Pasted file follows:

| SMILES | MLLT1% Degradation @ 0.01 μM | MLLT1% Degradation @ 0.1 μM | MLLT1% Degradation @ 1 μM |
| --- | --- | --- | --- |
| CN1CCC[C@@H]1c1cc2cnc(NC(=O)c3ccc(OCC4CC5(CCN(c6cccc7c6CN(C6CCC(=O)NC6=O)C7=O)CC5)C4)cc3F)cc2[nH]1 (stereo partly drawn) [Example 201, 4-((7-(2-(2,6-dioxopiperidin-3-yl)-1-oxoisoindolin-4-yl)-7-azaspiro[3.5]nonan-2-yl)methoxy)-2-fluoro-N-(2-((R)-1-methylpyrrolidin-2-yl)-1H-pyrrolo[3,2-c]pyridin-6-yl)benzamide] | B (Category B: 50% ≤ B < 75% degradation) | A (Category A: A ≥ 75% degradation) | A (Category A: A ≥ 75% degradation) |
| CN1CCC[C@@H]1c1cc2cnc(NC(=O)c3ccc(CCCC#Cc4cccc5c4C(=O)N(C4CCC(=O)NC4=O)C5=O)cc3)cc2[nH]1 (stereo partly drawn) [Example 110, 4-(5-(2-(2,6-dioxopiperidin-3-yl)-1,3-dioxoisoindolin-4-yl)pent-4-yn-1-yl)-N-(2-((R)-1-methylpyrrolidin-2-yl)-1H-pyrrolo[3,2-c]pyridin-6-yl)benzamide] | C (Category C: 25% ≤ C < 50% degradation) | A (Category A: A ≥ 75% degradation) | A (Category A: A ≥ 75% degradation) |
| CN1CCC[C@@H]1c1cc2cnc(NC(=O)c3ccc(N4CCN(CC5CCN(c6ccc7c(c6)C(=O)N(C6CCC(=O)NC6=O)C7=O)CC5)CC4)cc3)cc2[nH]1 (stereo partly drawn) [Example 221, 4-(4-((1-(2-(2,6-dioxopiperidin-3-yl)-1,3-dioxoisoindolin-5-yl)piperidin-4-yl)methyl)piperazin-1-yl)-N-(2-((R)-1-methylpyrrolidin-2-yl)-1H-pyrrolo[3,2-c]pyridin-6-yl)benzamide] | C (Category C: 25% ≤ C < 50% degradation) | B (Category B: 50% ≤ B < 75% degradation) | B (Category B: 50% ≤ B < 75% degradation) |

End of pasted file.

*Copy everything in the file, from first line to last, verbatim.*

| SMILES | MLLT1% Degradation @ 0.01 μM | MLLT1% Degradation @ 0.1 μM | MLLT1% Degradation @ 1 μM |
| --- | --- | --- | --- |
| CN1CCC[C@@H]1c1cc2cnc(NC(=O)c3ccc(OCC4CC5(CCN(c6cccc7c6CN(C6CCC(=O)NC6=O)C7=O)CC5)C4)cc3F)cc2[nH]1 (stereo partly drawn) [Example 201, 4-((7-(2-(2,6-dioxopiperidin-3-yl)-1-oxoisoindolin-4-yl)-7-azaspiro[3.5]nonan-2-yl)methoxy)-2-fluoro-N-(2-((R)-1-methylpyrrolidin-2-yl)-1H-pyrrolo[3,2-c]pyridin-6-yl)benzamide] | B (Category B: 50% ≤ B < 75% degradation) | A (Category A: A ≥ 75% degradation) | A (Category A: A ≥ 75% degradation) |
| CN1CCC[C@@H]1c1cc2cnc(NC(=O)c3ccc(CCCC#Cc4cccc5c4C(=O)N(C4CCC(=O)NC4=O)C5=O)cc3)cc2[nH]1 (stereo partly drawn) [Example 110, 4-(5-(2-(2,6-dioxopiperidin-3-yl)-1,3-dioxoisoindolin-4-yl)pent-4-yn-1-yl)-N-(2-((R)-1-methylpyrrolidin-2-yl)-1H-pyrrolo[3,2-c]pyridin-6-yl)benzamide] | C (Category C: 25% ≤ C < 50% degradation) | A (Category A: A ≥ 75% degradation) | A (Category A: A ≥ 75% degradation) |
| CN1CCC[C@@H]1c1cc2cnc(NC(=O)c3ccc(N4CCN(CC5CCN(c6ccc7c(c6)C(=O)N(C6CCC(=O)NC6=O)C7=O)CC5)CC4)cc3)cc2[nH]1 (stereo partly drawn) [Example 221, 4-(4-((1-(2-(2,6-dioxopiperidin-3-yl)-1,3-dioxoisoindolin-5-yl)piperidin-4-yl)methyl)piperazin-1-yl)-N-(2-((R)-1-methylpyrrolidin-2-yl)-1H-pyrrolo[3,2-c]pyridin-6-yl)benzamide] | C (Category C: 25% ≤ C < 50% degradation) | B (Category B: 50% ≤ B < 75% degradation) | B (Category B: 50% ≤ B < 75% degradation) |